Longitudinal Changes in Resting-State Connectivity after Traumatic Axonal Injury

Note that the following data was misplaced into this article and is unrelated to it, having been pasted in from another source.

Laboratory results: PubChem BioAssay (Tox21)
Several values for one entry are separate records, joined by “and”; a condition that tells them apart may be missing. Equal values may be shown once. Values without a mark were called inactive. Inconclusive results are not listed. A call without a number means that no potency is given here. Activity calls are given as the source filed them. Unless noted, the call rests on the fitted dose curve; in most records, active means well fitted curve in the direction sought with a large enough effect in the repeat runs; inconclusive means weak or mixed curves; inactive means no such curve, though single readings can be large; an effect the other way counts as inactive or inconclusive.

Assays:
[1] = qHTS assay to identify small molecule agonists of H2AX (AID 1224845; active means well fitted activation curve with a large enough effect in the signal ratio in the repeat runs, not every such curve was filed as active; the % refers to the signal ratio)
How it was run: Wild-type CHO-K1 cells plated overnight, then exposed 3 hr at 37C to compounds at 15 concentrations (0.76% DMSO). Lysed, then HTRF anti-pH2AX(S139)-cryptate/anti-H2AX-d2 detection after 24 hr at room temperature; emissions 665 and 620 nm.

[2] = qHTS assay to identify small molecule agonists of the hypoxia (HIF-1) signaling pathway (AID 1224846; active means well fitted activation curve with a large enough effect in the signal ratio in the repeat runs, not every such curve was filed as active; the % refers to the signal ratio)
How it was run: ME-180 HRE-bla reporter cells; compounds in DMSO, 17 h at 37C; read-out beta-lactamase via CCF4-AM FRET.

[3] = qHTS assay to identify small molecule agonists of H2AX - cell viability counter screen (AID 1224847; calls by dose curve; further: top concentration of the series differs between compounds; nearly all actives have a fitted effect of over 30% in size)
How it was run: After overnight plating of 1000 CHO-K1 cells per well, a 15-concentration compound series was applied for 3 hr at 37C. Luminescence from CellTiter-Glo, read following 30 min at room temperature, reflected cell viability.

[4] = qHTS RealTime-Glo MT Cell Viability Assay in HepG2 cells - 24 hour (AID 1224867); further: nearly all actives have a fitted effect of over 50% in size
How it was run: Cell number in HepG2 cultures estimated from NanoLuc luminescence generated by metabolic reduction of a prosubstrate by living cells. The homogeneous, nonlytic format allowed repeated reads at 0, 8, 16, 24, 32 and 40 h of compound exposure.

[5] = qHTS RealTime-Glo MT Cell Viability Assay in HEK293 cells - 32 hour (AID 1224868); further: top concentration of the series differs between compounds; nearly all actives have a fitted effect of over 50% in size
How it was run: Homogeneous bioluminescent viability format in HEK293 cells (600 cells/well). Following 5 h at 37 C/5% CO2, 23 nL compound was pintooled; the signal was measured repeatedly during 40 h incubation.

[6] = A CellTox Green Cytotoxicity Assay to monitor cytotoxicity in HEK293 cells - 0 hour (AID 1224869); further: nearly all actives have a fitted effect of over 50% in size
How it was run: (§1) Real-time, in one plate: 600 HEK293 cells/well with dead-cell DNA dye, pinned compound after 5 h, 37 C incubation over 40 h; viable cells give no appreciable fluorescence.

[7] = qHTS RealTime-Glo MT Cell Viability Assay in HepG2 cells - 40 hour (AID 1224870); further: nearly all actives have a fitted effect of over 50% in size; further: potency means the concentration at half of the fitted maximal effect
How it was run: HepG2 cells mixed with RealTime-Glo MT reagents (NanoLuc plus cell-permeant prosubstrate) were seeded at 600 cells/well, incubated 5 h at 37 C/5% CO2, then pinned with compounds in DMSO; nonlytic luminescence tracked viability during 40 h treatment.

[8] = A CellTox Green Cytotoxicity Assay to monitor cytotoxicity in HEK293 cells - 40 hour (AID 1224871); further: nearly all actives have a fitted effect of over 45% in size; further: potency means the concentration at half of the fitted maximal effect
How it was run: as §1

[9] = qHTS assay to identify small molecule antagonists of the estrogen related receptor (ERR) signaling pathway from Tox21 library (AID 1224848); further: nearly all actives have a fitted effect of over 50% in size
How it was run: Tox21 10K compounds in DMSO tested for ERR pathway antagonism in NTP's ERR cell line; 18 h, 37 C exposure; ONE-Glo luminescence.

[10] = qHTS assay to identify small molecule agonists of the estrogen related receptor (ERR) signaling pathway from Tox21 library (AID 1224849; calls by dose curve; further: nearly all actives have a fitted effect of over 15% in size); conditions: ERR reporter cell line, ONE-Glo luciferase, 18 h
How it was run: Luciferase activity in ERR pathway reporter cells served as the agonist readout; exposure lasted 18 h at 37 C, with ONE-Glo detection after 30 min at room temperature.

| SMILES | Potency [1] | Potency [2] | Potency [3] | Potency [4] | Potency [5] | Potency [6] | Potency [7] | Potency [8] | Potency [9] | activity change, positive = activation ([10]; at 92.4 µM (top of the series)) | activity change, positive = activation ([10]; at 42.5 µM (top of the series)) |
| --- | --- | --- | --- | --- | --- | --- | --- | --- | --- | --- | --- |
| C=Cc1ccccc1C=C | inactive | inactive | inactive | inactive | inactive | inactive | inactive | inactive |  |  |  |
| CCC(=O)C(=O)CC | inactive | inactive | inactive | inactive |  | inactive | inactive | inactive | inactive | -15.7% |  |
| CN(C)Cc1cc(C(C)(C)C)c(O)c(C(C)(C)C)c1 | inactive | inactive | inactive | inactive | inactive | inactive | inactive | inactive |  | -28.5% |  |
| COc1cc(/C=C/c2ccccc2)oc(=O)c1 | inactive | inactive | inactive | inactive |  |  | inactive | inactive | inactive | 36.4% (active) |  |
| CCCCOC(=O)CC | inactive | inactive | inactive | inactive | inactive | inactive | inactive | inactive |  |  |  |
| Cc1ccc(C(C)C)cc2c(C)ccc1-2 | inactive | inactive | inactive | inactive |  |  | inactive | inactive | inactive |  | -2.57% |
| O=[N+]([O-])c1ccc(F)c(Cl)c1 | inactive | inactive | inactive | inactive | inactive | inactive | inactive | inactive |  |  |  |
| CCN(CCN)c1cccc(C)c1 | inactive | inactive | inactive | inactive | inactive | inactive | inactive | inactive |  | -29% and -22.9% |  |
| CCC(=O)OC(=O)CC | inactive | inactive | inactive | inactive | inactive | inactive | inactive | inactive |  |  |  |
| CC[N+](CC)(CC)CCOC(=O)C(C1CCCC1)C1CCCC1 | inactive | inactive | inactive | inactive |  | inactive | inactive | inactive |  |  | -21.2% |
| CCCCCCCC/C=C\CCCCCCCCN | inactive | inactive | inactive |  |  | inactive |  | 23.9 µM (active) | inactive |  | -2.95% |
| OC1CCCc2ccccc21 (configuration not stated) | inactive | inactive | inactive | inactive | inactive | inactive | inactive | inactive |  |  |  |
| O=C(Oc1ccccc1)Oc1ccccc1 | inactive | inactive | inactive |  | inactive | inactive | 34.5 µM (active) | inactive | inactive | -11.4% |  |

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Little is known about neural network connectivity immediately after a traumatic axonal injury (TAI). This is the first longitudinal study in TAI to examine functional connectivity in the Default Mode Network (DMN) and Central Executive Network (CEN) within 48 hours after traumatic brain injury with repeat imaging 7 months later. Aims: (a) characterize connectivity in these networks at the sub-acute stage of injury, (b) evaluate longitudinal change in networks with recovery, and (c) explore how this change might be associated with structural connectivity and neurocognitive outcome. Resting-state fMRI and diffusion tensor imaging (DTI) scans were acquired from 21 patients with moderate-severe brain injuries consistent with TAI compared with 8 non-injured controls. Neurocognitive outcome was assessed at 7 months. Results revealed lower resting-state DMN connectivity 48 hours after TAI compared to non-injured controls, and this persisted 7 months after injury. CEN connectivity was comparable between acutely injured patients and controls, though patients demonstrated increased CEN connectivity at 7 months. These patterns of functional connectivity in patients were associated with alterations in structural connectivity, where areas of decreased functional connectivity were associated with decreased integrity of white matter tracts connecting those regions. However, some regions within these networks demonstrated increased functional connectivity despite presence of structural damage. Taken together, results suggest disruptions in functional and structural connectivity are present as early as 48 hours after a TAI. Alterations in functional connectivity during the recovery period may be explained either by structural damage or could suggest the presence of neural compensation in functional connectivity.